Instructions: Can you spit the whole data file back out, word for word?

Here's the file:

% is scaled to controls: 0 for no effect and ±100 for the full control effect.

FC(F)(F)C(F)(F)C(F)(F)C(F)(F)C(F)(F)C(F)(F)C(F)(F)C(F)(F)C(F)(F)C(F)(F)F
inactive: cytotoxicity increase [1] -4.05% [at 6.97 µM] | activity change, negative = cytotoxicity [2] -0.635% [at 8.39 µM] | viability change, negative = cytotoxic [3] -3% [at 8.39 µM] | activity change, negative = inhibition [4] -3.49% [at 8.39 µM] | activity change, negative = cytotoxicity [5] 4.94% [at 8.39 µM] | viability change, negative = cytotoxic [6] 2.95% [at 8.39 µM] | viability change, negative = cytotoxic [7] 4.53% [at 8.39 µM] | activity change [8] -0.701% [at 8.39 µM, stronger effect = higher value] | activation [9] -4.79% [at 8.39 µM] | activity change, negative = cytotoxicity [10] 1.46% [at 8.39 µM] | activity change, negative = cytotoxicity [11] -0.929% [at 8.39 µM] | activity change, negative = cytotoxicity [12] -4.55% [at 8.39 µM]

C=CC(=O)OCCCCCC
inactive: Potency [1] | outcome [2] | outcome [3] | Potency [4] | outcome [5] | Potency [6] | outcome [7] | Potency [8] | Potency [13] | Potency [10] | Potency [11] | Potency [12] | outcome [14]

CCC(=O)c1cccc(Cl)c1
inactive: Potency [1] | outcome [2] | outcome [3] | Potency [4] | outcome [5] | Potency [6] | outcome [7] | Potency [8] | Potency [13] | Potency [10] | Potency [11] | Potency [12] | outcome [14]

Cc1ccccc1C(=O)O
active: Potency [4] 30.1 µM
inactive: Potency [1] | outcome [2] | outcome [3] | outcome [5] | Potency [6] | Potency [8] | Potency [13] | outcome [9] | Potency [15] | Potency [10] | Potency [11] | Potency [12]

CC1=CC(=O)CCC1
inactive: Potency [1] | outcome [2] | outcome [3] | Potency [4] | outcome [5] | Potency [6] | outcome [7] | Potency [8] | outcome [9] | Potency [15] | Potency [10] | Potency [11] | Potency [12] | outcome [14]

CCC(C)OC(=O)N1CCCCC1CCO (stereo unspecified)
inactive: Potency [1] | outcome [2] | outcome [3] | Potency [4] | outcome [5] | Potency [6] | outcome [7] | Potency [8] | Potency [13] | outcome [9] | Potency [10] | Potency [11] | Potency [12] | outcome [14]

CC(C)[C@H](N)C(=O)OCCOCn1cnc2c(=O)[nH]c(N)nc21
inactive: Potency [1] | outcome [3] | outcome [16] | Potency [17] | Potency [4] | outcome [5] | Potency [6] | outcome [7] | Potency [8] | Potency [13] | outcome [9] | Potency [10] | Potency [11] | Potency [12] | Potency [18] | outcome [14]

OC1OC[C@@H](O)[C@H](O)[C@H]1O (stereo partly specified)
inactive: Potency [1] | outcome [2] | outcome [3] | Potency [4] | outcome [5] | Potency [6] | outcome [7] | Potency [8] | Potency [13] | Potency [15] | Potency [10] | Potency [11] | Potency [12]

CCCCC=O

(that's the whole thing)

% is scaled to controls: 0 for no effect and ±100 for the full control effect.

FC(F)(F)C(F)(F)C(F)(F)C(F)(F)C(F)(F)C(F)(F)C(F)(F)C(F)(F)C(F)(F)C(F)(F)F
inactive: cytotoxicity increase [1] -4.05% [at 6.97 µM] | activity change, negative = cytotoxicity [2] -0.635% [at 8.39 µM] | viability change, negative = cytotoxic [3] -3% [at 8.39 µM] | activity change, negative = inhibition [4] -3.49% [at 8.39 µM] | activity change, negative = cytotoxicity [5] 4.94% [at 8.39 µM] | viability change, negative = cytotoxic [6] 2.95% [at 8.39 µM] | viability change, negative = cytotoxic [7] 4.53% [at 8.39 µM] | activity change [8] -0.701% [at 8.39 µM, stronger effect = higher value] | activation [9] -4.79% [at 8.39 µM] | activity change, negative = cytotoxicity [10] 1.46% [at 8.39 µM] | activity change, negative = cytotoxicity [11] -0.929% [at 8.39 µM] | activity change, negative = cytotoxicity [12] -4.55% [at 8.39 µM]

C=CC(=O)OCCCCCC
inactive: Potency [1] | outcome [2] | outcome [3] | Potency [4] | outcome [5] | Potency [6] | outcome [7] | Potency [8] | Potency [13] | Potency [10] | Potency [11] | Potency [12] | outcome [14]

CCC(=O)c1cccc(Cl)c1
inactive: Potency [1] | outcome [2] | outcome [3] | Potency [4] | outcome [5] | Potency [6] | outcome [7] | Potency [8] | Potency [13] | Potency [10] | Potency [11] | Potency [12] | outcome [14]

Cc1ccccc1C(=O)O
active: Potency [4] 30.1 µM
inactive: Potency [1] | outcome [2] | outcome [3] | outcome [5] | Potency [6] | Potency [8] | Potency [13] | outcome [9] | Potency [15] | Potency [10] | Potency [11] | Potency [12]

CC1=CC(=O)CCC1
inactive: Potency [1] | outcome [2] | outcome [3] | Potency [4] | outcome [5] | Potency [6] | outcome [7] | Potency [8] | outcome [9] | Potency [15] | Potency [10] | Potency [11] | Potency [12] | outcome [14]

CCC(C)OC(=O)N1CCCCC1CCO (stereo unspecified)
inactive: Potency [1] | outcome [2] | outcome [3] | Potency [4] | outcome [5] | Potency [6] | outcome [7] | Potency [8] | Potency [13] | outcome [9] | Potency [10] | Potency [11] | Potency [12] | outcome [14]

CC(C)[C@H](N)C(=O)OCCOCn1cnc2c(=O)[nH]c(N)nc21
inactive: Potency [1] | outcome [3] | outcome [16] | Potency [17] | Potency [4] | outcome [5] | Potency [6] | outcome [7] | Potency [8] | Potency [13] | outcome [9] | Potency [10] | Potency [11] | Potency [12] | Potency [18] | outcome [14]

OC1OC[C@@H](O)[C@H](O)[C@H]1O (stereo partly specified)
inactive: Potency [1] | outcome [2] | outcome [3] | Potency [4] | outcome [5] | Potency [6] | outcome [7] | Potency [8] | Potency [13] | Potency [15] | Potency [10] | Potency [11] | Potency [12]

CCCCC=O